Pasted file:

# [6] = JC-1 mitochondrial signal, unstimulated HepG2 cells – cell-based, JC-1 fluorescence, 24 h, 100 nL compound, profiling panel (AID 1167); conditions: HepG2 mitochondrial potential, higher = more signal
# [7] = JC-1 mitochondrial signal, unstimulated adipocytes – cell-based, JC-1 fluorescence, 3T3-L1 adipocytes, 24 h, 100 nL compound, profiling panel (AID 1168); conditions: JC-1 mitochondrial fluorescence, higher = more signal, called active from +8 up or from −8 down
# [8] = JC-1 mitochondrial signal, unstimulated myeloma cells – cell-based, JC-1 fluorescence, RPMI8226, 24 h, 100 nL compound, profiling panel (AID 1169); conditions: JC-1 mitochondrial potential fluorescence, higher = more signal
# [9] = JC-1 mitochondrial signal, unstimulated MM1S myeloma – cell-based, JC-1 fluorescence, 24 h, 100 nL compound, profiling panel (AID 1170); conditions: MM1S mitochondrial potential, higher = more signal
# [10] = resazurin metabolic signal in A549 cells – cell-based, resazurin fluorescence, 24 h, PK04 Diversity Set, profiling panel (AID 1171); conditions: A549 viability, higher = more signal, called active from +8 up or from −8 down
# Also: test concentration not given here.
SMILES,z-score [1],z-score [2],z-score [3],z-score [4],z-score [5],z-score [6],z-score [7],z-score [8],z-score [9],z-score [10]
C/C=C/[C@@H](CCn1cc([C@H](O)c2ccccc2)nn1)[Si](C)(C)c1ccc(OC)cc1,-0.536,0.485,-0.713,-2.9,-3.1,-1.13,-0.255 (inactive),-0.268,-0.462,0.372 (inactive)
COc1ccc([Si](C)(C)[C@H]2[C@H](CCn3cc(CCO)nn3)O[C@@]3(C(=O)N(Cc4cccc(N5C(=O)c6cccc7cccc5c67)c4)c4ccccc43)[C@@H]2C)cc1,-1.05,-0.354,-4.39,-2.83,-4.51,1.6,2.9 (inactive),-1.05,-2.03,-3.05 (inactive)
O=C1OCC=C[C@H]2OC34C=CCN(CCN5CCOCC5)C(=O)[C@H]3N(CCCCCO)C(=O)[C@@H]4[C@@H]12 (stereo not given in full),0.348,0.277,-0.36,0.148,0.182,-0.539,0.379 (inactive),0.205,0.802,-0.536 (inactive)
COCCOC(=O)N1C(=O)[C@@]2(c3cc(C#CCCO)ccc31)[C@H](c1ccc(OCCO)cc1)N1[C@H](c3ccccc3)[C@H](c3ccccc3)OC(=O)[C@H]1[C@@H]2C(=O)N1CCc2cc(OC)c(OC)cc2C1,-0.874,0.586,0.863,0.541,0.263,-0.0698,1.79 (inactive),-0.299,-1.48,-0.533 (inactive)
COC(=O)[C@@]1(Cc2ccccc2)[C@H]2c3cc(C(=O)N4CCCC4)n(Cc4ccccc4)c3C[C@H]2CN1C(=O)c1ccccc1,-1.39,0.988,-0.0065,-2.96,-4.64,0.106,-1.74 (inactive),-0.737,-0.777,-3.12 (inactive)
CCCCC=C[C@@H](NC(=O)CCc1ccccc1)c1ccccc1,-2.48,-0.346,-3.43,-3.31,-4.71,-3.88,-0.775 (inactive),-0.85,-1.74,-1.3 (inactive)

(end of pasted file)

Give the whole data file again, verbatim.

# [6] = JC-1 mitochondrial signal, unstimulated HepG2 cells – cell-based, JC-1 fluorescence, 24 h, 100 nL compound, profiling panel (AID 1167); conditions: HepG2 mitochondrial potential, higher = more signal
# [7] = JC-1 mitochondrial signal, unstimulated adipocytes – cell-based, JC-1 fluorescence, 3T3-L1 adipocytes, 24 h, 100 nL compound, profiling panel (AID 1168); conditions: JC-1 mitochondrial fluorescence, higher = more signal, called active from +8 up or from −8 down
# [8] = JC-1 mitochondrial signal, unstimulated myeloma cells – cell-based, JC-1 fluorescence, RPMI8226, 24 h, 100 nL compound, profiling panel (AID 1169); conditions: JC-1 mitochondrial potential fluorescence, higher = more signal
# [9] = JC-1 mitochondrial signal, unstimulated MM1S myeloma – cell-based, JC-1 fluorescence, 24 h, 100 nL compound, profiling panel (AID 1170); conditions: MM1S mitochondrial potential, higher = more signal
# [10] = resazurin metabolic signal in A549 cells – cell-based, resazurin fluorescence, 24 h, PK04 Diversity Set, profiling panel (AID 1171); conditions: A549 viability, higher = more signal, called active from +8 up or from −8 down
# Also: test concentration not given here.
SMILES,z-score [1],z-score [2],z-score [3],z-score [4],z-score [5],z-score [6],z-score [7],z-score [8],z-score [9],z-score [10]
C/C=C/[C@@H](CCn1cc([C@H](O)c2ccccc2)nn1)[Si](C)(C)c1ccc(OC)cc1,-0.536,0.485,-0.713,-2.9,-3.1,-1.13,-0.255 (inactive),-0.268,-0.462,0.372 (inactive)
COc1ccc([Si](C)(C)[C@H]2[C@H](CCn3cc(CCO)nn3)O[C@@]3(C(=O)N(Cc4cccc(N5C(=O)c6cccc7cccc5c67)c4)c4ccccc43)[C@@H]2C)cc1,-1.05,-0.354,-4.39,-2.83,-4.51,1.6,2.9 (inactive),-1.05,-2.03,-3.05 (inactive)
O=C1OCC=C[C@H]2OC34C=CCN(CCN5CCOCC5)C(=O)[C@H]3N(CCCCCO)C(=O)[C@@H]4[C@@H]12 (stereo not given in full),0.348,0.277,-0.36,0.148,0.182,-0.539,0.379 (inactive),0.205,0.802,-0.536 (inactive)
COCCOC(=O)N1C(=O)[C@@]2(c3cc(C#CCCO)ccc31)[C@H](c1ccc(OCCO)cc1)N1[C@H](c3ccccc3)[C@H](c3ccccc3)OC(=O)[C@H]1[C@@H]2C(=O)N1CCc2cc(OC)c(OC)cc2C1,-0.874,0.586,0.863,0.541,0.263,-0.0698,1.79 (inactive),-0.299,-1.48,-0.533 (inactive)
COC(=O)[C@@]1(Cc2ccccc2)[C@H]2c3cc(C(=O)N4CCCC4)n(Cc4ccccc4)c3C[C@H]2CN1C(=O)c1ccccc1,-1.39,0.988,-0.0065,-2.96,-4.64,0.106,-1.74 (inactive),-0.737,-0.777,-3.12 (inactive)
CCCCC=C[C@@H](NC(=O)CCc1ccccc1)c1ccccc1,-2.48,-0.346,-3.43,-3.31,-4.71,-3.88,-0.775 (inactive),-0.85,-1.74,-1.3 (inactive)